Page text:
A young man usually doesn't know any more about buying a home than a young woman does, observes Jo Ann McGeorge.

In the past, the man soon acquired "pick-up knowledge" about the intricacies of home ownership from casual talks with older men; the woman-because of old job and sexual roles-generally did not.

And today, McGeorge says, despite changing employment and life paterns, "women (still) are not really very knowledgeable about the world of mortgage credit."

McGeorge is director of a federal Housing and Urban Development Department project designed to change all that.

A grass-roots HUD campaign to educate women, realtors and lenders on the new status of women in the housing market will be held in 16 cities selected to reflect geographic, housing market and racial-ethnic diversity. Local organizations with large numbers of women will be trained to run workshops and seminars covering such topics as advantages and disadvantages of home ownership, credit basics, different mortage instruments and how to buy a home.

HUD Secretary Patricia Harris notes that some lenders remain reluctant to make loans to single women, or to take into account the full income of married women.

This, Harris says, "too often thwarts women in their search for decent housing, . . . acts as a drag on their economic advancement and must surely dampen the economic vitality of our entire country."

Another part of the project is designed to make lenders and realtors aware of the full extent of equal credit and fair housing laws enacted five years ago.

They also will be made aware that women are creditworthy and that projections for women's income growth as family heads keep pace with those for married men.

"Home ownership has traditionally been considered part of getting married and settling down," project director McGeorge said in an interview. "Now it's an investment opportunity."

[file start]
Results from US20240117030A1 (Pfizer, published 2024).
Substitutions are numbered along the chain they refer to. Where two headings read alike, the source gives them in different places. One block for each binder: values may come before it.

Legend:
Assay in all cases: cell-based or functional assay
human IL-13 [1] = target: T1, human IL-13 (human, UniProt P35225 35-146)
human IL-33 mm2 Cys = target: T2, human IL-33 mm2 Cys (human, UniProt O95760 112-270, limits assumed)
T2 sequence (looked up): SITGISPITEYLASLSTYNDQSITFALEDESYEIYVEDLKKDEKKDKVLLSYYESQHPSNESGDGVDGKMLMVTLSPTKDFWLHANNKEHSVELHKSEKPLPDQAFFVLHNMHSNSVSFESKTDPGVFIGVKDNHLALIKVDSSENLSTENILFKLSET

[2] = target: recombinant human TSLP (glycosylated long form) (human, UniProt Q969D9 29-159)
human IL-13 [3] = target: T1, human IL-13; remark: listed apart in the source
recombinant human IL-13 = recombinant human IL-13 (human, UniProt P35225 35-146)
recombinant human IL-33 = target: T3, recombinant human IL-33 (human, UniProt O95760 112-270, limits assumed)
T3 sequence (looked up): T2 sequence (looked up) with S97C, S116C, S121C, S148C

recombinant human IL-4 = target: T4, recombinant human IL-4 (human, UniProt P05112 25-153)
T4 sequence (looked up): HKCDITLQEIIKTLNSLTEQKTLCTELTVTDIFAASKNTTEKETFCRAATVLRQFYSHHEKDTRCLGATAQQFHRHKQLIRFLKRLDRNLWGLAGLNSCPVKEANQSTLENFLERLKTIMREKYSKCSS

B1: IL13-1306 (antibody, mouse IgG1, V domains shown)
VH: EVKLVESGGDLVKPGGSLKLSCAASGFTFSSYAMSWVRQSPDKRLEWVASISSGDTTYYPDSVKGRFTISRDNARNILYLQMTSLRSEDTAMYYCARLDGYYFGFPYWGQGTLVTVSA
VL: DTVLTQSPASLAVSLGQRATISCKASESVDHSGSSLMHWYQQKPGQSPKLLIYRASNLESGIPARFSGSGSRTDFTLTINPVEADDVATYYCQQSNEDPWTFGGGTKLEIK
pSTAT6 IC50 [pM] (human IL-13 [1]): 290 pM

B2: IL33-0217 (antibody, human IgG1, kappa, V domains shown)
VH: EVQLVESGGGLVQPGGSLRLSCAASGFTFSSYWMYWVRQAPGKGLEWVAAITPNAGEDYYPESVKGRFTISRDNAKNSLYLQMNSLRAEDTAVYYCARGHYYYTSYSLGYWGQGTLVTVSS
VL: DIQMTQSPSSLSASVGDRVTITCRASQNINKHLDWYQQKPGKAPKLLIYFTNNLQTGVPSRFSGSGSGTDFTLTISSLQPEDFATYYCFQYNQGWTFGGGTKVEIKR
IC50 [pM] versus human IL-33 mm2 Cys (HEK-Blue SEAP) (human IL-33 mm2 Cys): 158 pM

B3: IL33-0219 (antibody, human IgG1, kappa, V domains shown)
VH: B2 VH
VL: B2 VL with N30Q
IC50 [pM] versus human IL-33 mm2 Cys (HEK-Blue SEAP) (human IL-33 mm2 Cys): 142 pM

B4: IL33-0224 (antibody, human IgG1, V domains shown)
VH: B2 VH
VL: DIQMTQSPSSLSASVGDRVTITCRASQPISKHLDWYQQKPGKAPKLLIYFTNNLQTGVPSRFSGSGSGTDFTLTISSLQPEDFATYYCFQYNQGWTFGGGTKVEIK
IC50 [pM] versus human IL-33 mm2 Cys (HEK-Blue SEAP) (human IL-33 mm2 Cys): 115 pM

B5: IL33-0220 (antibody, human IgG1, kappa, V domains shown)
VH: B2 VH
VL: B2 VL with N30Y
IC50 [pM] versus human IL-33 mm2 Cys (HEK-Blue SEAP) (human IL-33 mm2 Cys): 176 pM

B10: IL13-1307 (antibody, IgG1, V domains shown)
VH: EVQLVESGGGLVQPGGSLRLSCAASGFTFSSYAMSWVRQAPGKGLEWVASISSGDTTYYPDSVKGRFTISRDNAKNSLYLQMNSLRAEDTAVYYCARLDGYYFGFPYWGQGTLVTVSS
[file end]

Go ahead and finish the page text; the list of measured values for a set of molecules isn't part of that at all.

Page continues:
"It's not that we want all women to become homeowners," she says, "(we want to ensure) a woman can make a reasoned choice."

HUD has awarded four organizations nearly $1 million to help the project along.

BLK Inc., a management consultants firm, is under contract to manage the workshops in the 16 target cities. They are Atlanta; Baltimore; Boston; Dallas; Dayton, Ohio; Denver; Detroit; Houston; Knoxville, Tenn; Los Angeles; Miami; New York; Portland; Ore.; Providence, R.I.; San Antonio; and Washington, D.C.

One goal of the workshops is to expand the information base for the "pick-up knowledge" from which men have benefitted for many years. Another is to design a package that groups in any city can use to run their own workshops.

Another part of the project will have the League of Women Voters pick chapters in 10 cities to conduct workshops geared toward business and professional women, and divorced homemakers who have been out of the job market. Some of the chapters will be in addition to the 16 cities.

Also, possible sex and race discrimination in the mortgage market will be investigated by Harvard Univesity under a HUD research grant.

Finally, the National Council of Negro Women won a contract to produce a series of educational packages covering the major housing issues of concern to women.